So, you have a team, an idea, you have the financial means to bring it to fruition, but what happens next? What are you going to do once the product is ready? How do you start selling it? Customers have long been immune to world-changing solutions. In order to be successful, you need to act in a more deliberate way. Here’s how to effectively introduce your product to the market, startup edition.
The Internet is ripe with content covering ways in which startups can start selling. Discussed are various techniques, tools, and courses you can attend to increase your sales.
Funny thing about sales is that it’s a bit like baking a cake – you can easily get all the ingredients, but it’s way more difficult to combine and mix them into a tasty treat. Things like proportions, temperature, time, and order all play an important role.
In order to get good at sales as a startup, you have to find the right recipe that will explain all the necessary steps in a straightforward manner. The good news is, we have it for you right here!
Data is absolutely indispensable for business and constitutes the basis for making the most accurate discussions. Startups usually have no data at all, or it’s incorrect.
The data in question is insights concerning the industry, trends, personas, customer and niche pain points, as well as information such as the availability or the cost of acquiring initial clients.
You should pay particular attention to those insights which affect the way your customer relations are being shaped the most. These data points will show you direction and value, which in turn will increase the efficiency of winning those first users.
It’s recommended to also create a list of problems, those currently existing and potential ones. The point is to include issues you haven’t got much information on, but which may come in handy down the line.
All the data you collect creates a basis for developing a sales process. This should be a bigger-picture plan of action, including tasks to be done, expected results, and how much emphasis you put on particular factors.
One can’t overestimate the importance of having a goal.
When planning your sales activities, you need a fixed date or a crucial event towards which you’ll be striving.
This can be reaching your break even point, winning a particular number of users, or generating a specific sales volume.
You can have multiple goals at the same time, and the process of reaching them should be spread across a month or a quarter. It’s crucial for you to get an answer to a question like “when can we assume the goal has been reached?”. Setting solid expected numbers in advance will help you see the success once it’s there and will give you a boost to push harder. Don’t forget to have a little celebration, you’ve earned it.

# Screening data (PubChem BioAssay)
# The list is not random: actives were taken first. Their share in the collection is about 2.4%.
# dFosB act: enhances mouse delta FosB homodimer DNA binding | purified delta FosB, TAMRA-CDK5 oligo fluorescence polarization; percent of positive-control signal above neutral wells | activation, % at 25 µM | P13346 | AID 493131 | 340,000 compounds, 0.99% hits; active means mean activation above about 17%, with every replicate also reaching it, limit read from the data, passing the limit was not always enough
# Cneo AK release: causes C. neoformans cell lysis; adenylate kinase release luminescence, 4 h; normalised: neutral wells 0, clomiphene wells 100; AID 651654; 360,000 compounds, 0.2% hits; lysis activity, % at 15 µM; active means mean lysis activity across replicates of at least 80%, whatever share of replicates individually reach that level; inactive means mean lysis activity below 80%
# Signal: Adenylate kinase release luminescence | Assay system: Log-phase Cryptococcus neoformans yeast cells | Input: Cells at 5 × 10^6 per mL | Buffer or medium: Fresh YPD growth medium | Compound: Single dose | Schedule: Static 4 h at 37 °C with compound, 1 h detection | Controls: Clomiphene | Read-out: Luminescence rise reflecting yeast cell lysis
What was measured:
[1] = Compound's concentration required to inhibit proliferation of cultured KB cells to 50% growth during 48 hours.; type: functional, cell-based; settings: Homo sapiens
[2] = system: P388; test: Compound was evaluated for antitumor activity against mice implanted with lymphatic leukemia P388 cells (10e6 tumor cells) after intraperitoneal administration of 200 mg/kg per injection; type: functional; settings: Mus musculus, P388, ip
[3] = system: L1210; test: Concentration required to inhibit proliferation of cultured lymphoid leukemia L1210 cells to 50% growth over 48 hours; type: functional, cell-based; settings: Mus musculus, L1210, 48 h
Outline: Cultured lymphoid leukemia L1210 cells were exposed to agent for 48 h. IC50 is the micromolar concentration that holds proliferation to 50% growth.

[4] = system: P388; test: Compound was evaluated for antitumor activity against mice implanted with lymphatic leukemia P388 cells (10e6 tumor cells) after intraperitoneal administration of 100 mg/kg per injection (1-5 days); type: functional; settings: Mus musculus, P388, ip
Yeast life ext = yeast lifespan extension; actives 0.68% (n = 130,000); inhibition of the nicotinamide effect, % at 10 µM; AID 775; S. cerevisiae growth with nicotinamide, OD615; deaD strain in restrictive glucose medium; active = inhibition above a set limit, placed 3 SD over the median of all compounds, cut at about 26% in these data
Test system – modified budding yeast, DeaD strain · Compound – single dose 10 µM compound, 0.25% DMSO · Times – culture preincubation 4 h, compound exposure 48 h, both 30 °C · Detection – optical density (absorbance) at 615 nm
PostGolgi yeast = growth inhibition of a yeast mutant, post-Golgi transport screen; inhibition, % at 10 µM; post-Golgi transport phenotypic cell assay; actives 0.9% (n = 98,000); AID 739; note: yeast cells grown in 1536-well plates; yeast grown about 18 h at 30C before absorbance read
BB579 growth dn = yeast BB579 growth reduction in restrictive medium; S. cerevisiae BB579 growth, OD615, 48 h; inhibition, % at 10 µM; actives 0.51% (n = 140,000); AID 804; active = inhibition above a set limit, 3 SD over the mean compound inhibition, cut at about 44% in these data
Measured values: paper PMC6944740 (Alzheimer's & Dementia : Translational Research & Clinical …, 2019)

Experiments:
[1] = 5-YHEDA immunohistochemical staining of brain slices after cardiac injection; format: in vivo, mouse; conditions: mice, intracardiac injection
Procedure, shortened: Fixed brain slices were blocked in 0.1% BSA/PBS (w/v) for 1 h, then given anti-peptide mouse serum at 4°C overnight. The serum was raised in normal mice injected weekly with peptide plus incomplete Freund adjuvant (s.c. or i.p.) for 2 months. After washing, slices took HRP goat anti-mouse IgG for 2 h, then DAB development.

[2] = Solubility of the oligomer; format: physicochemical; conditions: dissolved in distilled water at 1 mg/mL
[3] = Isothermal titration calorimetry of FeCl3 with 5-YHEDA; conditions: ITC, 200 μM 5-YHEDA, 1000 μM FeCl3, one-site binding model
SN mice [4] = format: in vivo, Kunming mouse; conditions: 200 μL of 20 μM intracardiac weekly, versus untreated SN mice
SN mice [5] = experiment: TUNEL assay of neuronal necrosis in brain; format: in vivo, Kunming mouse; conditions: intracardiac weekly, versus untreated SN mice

Have patience, Rome wasn’t built in a day. When launching the sales of your startup product, break down your actions into iterations, which will in turn make up a bigger goal. Each iteration is a milestone on the path to success.
For instance, if you expect annual sales at 100k level, subdivide the process into quarters and determine the required sales volume while figuring out whether you’ll be able to acquire this many customers and deliver the solution.
If you’re starting from scratch, focus on finding the most suitable target group first. It’d be best to test several (3-5) groups, based on your product’s USP, personas, insights and trends gaining popularity.
Once you’re done with all the actions making up the first iteration, take a good look at the milestone you’ve reached. Examine it using the OKR method and draw relevant conclusions.
Again, if you’re starting from square one, a part of your job can simply be obtaining more data that will help you acquire those initial paying customers. You don’t have to be worried about the bigger sales picture that much yet.
After a couple of iterations, do more of the same in the quarters that follow. Set more logical goals, stemming from and based on the efficiency you achieved in previous periods.
Repeatability and habits you develop for the purpose of planning sales will translate into recurrent business results. Stay on course!
Sales à la Sulma
At Sulma & Sulma, when it comes to projects where it’s up to us to introduce or sell a particular product, or during conducted workshops, the first thing we do is preliminary analysis. It constitutes the basis for further planning and building the sales process.
The analysis is done either based off the information at our disposal, or activities we launch in order to obtain quality data. Usually, this takes the form of pilot sales.
Next up, richer with the newly acquired information, we set the main goal, milestones, OKR, and KPI in order to act efficiently, reach objectives and measure progress.
Startups are having a tough time selling because they’re lacking data which serves as a point of reference. And since sales is a data-based process, in order to take first steps, one has to start with analysis indeed, realize what’s missing, fill in knowledge gaps, and thus start selling more.
A detailed sales plan acts as a navigation for a startup, showing the general direction, but also the best ways to reach the goal, which is effective and dynamic sales.
May your sales rise!
Sulma & Sulma